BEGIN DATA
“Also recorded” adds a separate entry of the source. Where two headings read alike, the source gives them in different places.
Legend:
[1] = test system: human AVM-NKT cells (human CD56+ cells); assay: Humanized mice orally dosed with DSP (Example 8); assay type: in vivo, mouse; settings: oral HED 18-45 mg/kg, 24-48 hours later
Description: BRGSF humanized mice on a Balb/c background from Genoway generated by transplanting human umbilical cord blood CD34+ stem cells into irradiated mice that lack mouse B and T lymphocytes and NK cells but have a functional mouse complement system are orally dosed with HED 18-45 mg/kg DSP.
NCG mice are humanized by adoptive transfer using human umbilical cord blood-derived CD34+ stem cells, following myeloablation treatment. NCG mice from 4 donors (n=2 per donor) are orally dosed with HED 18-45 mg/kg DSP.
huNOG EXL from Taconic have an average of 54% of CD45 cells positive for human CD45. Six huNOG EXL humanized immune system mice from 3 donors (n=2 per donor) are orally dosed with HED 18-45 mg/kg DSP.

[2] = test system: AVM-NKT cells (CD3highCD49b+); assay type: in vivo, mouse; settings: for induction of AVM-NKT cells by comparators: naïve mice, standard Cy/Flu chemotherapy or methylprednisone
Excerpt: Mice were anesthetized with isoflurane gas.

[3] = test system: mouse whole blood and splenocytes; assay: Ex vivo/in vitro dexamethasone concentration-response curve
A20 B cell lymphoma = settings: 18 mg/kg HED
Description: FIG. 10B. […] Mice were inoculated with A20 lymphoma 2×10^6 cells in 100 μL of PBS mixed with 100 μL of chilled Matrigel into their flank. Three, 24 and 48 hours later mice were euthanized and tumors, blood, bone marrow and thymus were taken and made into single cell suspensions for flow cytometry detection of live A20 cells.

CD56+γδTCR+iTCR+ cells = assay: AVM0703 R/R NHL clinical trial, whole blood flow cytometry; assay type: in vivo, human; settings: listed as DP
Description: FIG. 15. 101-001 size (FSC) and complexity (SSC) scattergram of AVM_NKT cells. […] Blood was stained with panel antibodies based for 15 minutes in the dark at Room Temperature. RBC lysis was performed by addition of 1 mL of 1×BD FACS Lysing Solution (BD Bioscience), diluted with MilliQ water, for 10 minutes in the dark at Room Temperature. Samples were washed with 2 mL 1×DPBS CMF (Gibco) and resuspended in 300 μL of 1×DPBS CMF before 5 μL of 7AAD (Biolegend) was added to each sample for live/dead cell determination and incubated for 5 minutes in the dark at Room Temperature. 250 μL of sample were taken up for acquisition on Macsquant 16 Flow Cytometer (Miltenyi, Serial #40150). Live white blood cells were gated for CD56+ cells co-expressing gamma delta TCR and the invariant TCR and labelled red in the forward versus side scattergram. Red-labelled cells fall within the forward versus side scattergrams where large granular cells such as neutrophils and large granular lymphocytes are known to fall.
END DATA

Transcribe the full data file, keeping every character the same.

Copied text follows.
“Also recorded” adds a separate entry of the source. Where two headings read alike, the source gives them in different places.
Legend:
[1] = test system: human AVM-NKT cells (human CD56+ cells); assay: Humanized mice orally dosed with DSP (Example 8); assay type: in vivo, mouse; settings: oral HED 18-45 mg/kg, 24-48 hours later
Description: BRGSF humanized mice on a Balb/c background from Genoway generated by transplanting human umbilical cord blood CD34+ stem cells into irradiated mice that lack mouse B and T lymphocytes and NK cells but have a functional mouse complement system are orally dosed with HED 18-45 mg/kg DSP.
NCG mice are humanized by adoptive transfer using human umbilical cord blood-derived CD34+ stem cells, following myeloablation treatment. NCG mice from 4 donors (n=2 per donor) are orally dosed with HED 18-45 mg/kg DSP.
huNOG EXL from Taconic have an average of 54% of CD45 cells positive for human CD45. Six huNOG EXL humanized immune system mice from 3 donors (n=2 per donor) are orally dosed with HED 18-45 mg/kg DSP.

[2] = test system: AVM-NKT cells (CD3highCD49b+); assay type: in vivo, mouse; settings: for induction of AVM-NKT cells by comparators: naïve mice, standard Cy/Flu chemotherapy or methylprednisone
Excerpt: Mice were anesthetized with isoflurane gas.

[3] = test system: mouse whole blood and splenocytes; assay: Ex vivo/in vitro dexamethasone concentration-response curve
A20 B cell lymphoma = settings: 18 mg/kg HED
Description: FIG. 10B. […] Mice were inoculated with A20 lymphoma 2×10^6 cells in 100 μL of PBS mixed with 100 μL of chilled Matrigel into their flank. Three, 24 and 48 hours later mice were euthanized and tumors, blood, bone marrow and thymus were taken and made into single cell suspensions for flow cytometry detection of live A20 cells.

CD56+γδTCR+iTCR+ cells = assay: AVM0703 R/R NHL clinical trial, whole blood flow cytometry; assay type: in vivo, human; settings: listed as DP
Description: FIG. 15. 101-001 size (FSC) and complexity (SSC) scattergram of AVM_NKT cells. […] Blood was stained with panel antibodies based for 15 minutes in the dark at Room Temperature. RBC lysis was performed by addition of 1 mL of 1×BD FACS Lysing Solution (BD Bioscience), diluted with MilliQ water, for 10 minutes in the dark at Room Temperature. Samples were washed with 2 mL 1×DPBS CMF (Gibco) and resuspended in 300 μL of 1×DPBS CMF before 5 μL of 7AAD (Biolegend) was added to each sample for live/dead cell determination and incubated for 5 minutes in the dark at Room Temperature. 250 μL of sample were taken up for acquisition on Macsquant 16 Flow Cytometer (Miltenyi, Serial #40150). Live white blood cells were gated for CD56+ cells co-expressing gamma delta TCR and the invariant TCR and labelled red in the forward versus side scattergram. Red-labelled cells fall within the forward versus side scattergrams where large granular cells such as neutrophils and large granular lymphocytes are known to fall.